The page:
Book Image

Test-Driven Python Development

By : Siddharta Govindaraj
Book Image

Test-Driven Python Development

By: Siddharta Govindaraj

Overview of this book

This book starts with a look at the test-driven development process, and how it is different from the traditional way of writing code. All the concepts are presented in the context of a real application that is developed in a step-by-step manner over the course of the book. While exploring the common types of smelly code, we will go back into our example project and clean up the smells that we find. Additionally, we will use mocking to implement the parts of our example project that depend on other systems. Towards the end of the book, we'll take a look at the most common patterns and anti-patterns associated with test-driven development, including integration of test results into the development process.
Table of Contents (20 chapters)
Test-Driven Python Development
About the Author
About the Reviewers

Limitations of doctest

The biggest limitation of doctest is that it only compares printed output. This means that any output that could be variable will lead to test failures. The following is an example:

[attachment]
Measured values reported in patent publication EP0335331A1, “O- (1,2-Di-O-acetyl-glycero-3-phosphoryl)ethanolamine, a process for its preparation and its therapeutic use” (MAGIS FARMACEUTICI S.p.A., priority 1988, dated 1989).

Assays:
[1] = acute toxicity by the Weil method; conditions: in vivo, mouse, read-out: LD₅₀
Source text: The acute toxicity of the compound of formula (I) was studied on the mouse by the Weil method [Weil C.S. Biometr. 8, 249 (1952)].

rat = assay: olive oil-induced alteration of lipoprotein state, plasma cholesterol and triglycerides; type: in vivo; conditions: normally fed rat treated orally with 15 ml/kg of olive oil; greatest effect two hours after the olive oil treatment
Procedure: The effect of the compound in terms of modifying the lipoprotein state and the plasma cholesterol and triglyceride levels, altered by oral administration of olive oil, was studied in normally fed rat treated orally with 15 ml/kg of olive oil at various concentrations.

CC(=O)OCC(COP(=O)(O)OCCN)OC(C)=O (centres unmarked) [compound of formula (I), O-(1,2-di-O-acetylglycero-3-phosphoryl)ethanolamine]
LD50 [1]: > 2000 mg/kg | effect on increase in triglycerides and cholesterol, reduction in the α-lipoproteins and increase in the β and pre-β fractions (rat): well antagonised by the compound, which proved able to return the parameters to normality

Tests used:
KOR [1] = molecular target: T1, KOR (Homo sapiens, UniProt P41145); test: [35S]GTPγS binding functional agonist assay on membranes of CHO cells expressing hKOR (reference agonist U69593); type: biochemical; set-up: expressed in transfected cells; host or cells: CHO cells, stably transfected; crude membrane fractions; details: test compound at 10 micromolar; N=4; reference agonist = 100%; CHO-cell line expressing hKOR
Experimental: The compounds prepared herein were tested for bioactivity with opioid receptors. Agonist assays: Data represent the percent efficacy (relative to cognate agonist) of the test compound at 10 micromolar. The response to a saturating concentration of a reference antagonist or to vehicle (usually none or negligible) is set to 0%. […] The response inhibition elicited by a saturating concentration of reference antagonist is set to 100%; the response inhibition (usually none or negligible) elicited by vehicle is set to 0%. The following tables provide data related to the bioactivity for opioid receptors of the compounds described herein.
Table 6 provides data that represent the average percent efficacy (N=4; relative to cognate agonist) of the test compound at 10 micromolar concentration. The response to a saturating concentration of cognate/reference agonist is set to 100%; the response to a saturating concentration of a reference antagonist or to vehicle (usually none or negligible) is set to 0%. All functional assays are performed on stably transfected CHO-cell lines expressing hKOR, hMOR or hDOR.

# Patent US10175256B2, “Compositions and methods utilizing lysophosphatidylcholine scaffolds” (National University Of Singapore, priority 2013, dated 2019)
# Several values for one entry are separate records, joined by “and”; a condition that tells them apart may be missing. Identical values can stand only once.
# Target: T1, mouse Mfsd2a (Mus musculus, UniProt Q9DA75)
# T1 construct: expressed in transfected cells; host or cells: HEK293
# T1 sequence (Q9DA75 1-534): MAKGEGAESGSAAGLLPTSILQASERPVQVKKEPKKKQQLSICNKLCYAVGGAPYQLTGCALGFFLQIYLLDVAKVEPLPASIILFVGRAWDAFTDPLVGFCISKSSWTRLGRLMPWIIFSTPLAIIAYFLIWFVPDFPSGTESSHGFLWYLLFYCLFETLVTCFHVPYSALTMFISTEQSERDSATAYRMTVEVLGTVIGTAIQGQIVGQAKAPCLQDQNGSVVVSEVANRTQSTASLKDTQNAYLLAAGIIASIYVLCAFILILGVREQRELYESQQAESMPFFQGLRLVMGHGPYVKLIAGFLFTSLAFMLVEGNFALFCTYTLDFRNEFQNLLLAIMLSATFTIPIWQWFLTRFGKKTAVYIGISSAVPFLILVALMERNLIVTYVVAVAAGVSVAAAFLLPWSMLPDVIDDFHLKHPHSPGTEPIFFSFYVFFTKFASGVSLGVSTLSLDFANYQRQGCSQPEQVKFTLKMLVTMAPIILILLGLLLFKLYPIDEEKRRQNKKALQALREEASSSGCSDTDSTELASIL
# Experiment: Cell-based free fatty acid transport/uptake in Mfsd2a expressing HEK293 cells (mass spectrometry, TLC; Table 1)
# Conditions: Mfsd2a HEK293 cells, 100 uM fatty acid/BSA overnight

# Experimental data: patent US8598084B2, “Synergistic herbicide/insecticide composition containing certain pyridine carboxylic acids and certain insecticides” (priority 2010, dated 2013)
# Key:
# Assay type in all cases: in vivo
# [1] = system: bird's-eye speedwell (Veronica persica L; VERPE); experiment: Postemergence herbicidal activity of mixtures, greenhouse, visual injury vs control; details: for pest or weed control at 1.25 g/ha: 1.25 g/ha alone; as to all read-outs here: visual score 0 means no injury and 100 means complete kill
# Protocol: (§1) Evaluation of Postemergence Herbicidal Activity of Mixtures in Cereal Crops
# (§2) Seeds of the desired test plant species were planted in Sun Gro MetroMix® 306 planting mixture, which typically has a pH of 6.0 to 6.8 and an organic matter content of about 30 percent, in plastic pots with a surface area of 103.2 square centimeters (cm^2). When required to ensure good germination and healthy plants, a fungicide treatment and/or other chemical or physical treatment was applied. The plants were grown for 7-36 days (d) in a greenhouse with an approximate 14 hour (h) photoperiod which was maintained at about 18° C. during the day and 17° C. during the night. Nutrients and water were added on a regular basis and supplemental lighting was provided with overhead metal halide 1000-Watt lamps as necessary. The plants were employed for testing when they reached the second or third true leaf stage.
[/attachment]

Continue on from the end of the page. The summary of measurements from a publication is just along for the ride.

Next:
>>> exchange
{'GOOG': <stock_alerter.stock.Stock object at 0x00000000031F8550>, 'AAPL': <stock_alerter.stock.Stock object at 0x00000000031F8588>}

This doctest has the potential to fail for two reasons:

  • The order in which a dictionary object is printed out is not guaranteed by Python, which means it could be printed out in the opposite order, sometimes leading to failure

  • The Stock object might be at a different address each time, so that part will fail to match the next time the test is run

The solution to the first problem is to ensure that the output is deterministic. For example, the following approach will work:

>>> for key in sorted(exchange.keys()):
...    print(key, exchange[key])
AAPL <stock_alerter.stock.Stock object at 0x00000000031F8550>